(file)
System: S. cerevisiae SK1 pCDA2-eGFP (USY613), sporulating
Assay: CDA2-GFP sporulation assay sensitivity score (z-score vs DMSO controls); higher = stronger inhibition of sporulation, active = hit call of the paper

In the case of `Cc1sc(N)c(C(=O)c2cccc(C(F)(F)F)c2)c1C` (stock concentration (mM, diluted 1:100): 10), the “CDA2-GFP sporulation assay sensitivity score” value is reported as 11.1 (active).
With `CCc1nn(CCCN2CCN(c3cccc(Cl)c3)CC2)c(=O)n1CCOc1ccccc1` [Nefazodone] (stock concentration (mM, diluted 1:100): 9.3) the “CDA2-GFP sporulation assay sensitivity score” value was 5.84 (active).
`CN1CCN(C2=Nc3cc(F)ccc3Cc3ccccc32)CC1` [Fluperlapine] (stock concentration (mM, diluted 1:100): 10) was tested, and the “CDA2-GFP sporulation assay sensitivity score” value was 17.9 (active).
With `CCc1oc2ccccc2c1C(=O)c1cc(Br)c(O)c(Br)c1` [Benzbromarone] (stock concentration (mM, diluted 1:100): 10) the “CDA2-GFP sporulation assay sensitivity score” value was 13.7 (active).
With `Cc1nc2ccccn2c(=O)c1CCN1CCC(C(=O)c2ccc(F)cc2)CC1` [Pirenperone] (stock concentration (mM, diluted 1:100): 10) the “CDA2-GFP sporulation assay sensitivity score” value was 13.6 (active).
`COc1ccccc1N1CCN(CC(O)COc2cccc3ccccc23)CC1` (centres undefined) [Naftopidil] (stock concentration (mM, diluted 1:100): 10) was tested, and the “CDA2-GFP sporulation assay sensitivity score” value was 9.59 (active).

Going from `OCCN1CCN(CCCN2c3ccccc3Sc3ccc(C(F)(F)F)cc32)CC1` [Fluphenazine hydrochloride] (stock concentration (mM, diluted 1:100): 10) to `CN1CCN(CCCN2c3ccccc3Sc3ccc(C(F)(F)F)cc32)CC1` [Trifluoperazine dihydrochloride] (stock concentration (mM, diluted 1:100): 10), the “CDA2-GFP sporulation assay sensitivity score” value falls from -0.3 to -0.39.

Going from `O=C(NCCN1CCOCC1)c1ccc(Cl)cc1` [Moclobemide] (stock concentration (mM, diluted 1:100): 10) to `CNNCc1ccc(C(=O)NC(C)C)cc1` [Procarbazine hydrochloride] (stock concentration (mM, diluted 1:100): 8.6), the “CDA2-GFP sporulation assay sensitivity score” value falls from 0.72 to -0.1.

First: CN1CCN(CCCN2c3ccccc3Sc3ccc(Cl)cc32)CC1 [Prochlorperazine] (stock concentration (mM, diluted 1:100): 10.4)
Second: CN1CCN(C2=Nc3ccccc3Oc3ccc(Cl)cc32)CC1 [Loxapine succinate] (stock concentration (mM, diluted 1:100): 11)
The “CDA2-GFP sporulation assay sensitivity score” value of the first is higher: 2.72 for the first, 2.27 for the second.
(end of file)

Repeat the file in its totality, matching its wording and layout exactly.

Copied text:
System: S. cerevisiae SK1 pCDA2-eGFP (USY613), sporulating
Assay: CDA2-GFP sporulation assay sensitivity score (z-score vs DMSO controls); higher = stronger inhibition of sporulation, active = hit call of the paper

In the case of `Cc1sc(N)c(C(=O)c2cccc(C(F)(F)F)c2)c1C` (stock concentration (mM, diluted 1:100): 10), the “CDA2-GFP sporulation assay sensitivity score” value is reported as 11.1 (active).
With `CCc1nn(CCCN2CCN(c3cccc(Cl)c3)CC2)c(=O)n1CCOc1ccccc1` [Nefazodone] (stock concentration (mM, diluted 1:100): 9.3) the “CDA2-GFP sporulation assay sensitivity score” value was 5.84 (active).
`CN1CCN(C2=Nc3cc(F)ccc3Cc3ccccc32)CC1` [Fluperlapine] (stock concentration (mM, diluted 1:100): 10) was tested, and the “CDA2-GFP sporulation assay sensitivity score” value was 17.9 (active).
With `CCc1oc2ccccc2c1C(=O)c1cc(Br)c(O)c(Br)c1` [Benzbromarone] (stock concentration (mM, diluted 1:100): 10) the “CDA2-GFP sporulation assay sensitivity score” value was 13.7 (active).
With `Cc1nc2ccccn2c(=O)c1CCN1CCC(C(=O)c2ccc(F)cc2)CC1` [Pirenperone] (stock concentration (mM, diluted 1:100): 10) the “CDA2-GFP sporulation assay sensitivity score” value was 13.6 (active).
`COc1ccccc1N1CCN(CC(O)COc2cccc3ccccc23)CC1` (centres undefined) [Naftopidil] (stock concentration (mM, diluted 1:100): 10) was tested, and the “CDA2-GFP sporulation assay sensitivity score” value was 9.59 (active).

Going from `OCCN1CCN(CCCN2c3ccccc3Sc3ccc(C(F)(F)F)cc32)CC1` [Fluphenazine hydrochloride] (stock concentration (mM, diluted 1:100): 10) to `CN1CCN(CCCN2c3ccccc3Sc3ccc(C(F)(F)F)cc32)CC1` [Trifluoperazine dihydrochloride] (stock concentration (mM, diluted 1:100): 10), the “CDA2-GFP sporulation assay sensitivity score” value falls from -0.3 to -0.39.

Going from `O=C(NCCN1CCOCC1)c1ccc(Cl)cc1` [Moclobemide] (stock concentration (mM, diluted 1:100): 10) to `CNNCc1ccc(C(=O)NC(C)C)cc1` [Procarbazine hydrochloride] (stock concentration (mM, diluted 1:100): 8.6), the “CDA2-GFP sporulation assay sensitivity score” value falls from 0.72 to -0.1.

First: CN1CCN(CCCN2c3ccccc3Sc3ccc(Cl)cc32)CC1 [Prochlorperazine] (stock concentration (mM, diluted 1:100): 10.4)
Second: CN1CCN(C2=Nc3ccccc3Oc3ccc(Cl)cc32)CC1 [Loxapine succinate] (stock concentration (mM, diluted 1:100): 11)
The “CDA2-GFP sporulation assay sensitivity score” value of the first is higher: 2.72 for the first, 2.27 for the second.